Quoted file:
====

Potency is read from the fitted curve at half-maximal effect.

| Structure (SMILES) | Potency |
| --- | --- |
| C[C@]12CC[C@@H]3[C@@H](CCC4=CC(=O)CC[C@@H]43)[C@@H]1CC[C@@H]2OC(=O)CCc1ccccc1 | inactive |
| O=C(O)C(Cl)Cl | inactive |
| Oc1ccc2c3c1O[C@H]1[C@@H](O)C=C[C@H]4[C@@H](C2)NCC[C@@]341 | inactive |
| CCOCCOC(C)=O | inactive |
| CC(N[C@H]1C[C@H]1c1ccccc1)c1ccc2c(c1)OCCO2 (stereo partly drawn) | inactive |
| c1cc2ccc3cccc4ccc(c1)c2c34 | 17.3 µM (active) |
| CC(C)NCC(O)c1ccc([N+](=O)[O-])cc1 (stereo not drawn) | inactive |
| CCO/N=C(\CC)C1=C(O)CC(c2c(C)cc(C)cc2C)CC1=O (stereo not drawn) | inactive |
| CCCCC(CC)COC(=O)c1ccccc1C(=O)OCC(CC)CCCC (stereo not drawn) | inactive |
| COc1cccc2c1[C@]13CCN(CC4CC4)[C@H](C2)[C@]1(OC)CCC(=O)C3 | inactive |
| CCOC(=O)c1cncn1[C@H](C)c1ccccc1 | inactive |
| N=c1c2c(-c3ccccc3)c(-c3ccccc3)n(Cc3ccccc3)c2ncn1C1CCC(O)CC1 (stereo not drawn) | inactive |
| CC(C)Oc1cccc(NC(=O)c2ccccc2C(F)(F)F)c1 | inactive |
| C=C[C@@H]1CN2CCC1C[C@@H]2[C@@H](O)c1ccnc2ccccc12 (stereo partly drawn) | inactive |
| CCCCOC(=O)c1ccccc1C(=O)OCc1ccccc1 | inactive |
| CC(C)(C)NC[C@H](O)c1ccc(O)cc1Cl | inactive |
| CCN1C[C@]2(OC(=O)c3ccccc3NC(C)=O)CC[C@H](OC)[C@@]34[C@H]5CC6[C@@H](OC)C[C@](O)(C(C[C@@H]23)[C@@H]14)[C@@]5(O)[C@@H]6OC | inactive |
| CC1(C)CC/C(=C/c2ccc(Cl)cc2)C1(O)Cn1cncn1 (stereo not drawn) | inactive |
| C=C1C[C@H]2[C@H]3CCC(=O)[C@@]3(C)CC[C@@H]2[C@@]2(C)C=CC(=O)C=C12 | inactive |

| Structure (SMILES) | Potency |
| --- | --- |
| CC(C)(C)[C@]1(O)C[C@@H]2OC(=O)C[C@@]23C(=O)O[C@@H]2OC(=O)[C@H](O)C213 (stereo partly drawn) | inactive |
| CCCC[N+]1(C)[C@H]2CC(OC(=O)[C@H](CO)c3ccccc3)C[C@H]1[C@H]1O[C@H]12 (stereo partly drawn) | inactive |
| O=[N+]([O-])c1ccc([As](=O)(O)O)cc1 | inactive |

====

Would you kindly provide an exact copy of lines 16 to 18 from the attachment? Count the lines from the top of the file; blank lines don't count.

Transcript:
| CC(C)Oc1cccc(NC(=O)c2ccccc2C(F)(F)F)c1 | inactive |
| C=C[C@@H]1CN2CCC1C[C@@H]2[C@@H](O)c1ccnc2ccccc12 (stereo partly drawn) | inactive |
| CCCCOC(=O)c1ccccc1C(=O)OCc1ccccc1 | inactive |